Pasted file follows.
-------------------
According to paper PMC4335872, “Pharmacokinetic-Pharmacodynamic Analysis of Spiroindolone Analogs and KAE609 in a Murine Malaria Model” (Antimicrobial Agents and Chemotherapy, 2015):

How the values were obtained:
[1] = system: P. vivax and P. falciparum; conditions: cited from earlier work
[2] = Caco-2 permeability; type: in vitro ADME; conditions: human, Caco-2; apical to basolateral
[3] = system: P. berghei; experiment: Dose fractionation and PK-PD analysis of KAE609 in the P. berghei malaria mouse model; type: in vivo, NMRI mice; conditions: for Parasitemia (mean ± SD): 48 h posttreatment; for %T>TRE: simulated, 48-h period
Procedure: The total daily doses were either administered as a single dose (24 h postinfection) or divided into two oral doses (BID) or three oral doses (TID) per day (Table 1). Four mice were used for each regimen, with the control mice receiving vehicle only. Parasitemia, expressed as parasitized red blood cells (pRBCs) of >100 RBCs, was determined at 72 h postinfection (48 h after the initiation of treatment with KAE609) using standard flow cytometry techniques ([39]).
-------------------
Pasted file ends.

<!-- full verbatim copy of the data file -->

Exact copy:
According to paper PMC4335872, “Pharmacokinetic-Pharmacodynamic Analysis of Spiroindolone Analogs and KAE609 in a Murine Malaria Model” (Antimicrobial Agents and Chemotherapy, 2015):

How the values were obtained:
[1] = system: P. vivax and P. falciparum; conditions: cited from earlier work
[2] = Caco-2 permeability; type: in vitro ADME; conditions: human, Caco-2; apical to basolateral
[3] = system: P. berghei; experiment: Dose fractionation and PK-PD analysis of KAE609 in the P. berghei malaria mouse model; type: in vivo, NMRI mice; conditions: for Parasitemia (mean ± SD): 48 h posttreatment; for %T>TRE: simulated, 48-h period
Procedure: The total daily doses were either administered as a single dose (24 h postinfection) or divided into two oral doses (BID) or three oral doses (TID) per day (Table 1). Four mice were used for each regimen, with the control mice receiving vehicle only. Parasitemia, expressed as parasitized red blood cells (pRBCs) of >100 RBCs, was determined at 72 h postinfection (48 h after the initiation of treatment with KAE609) using standard flow cytometry techniques ([39]).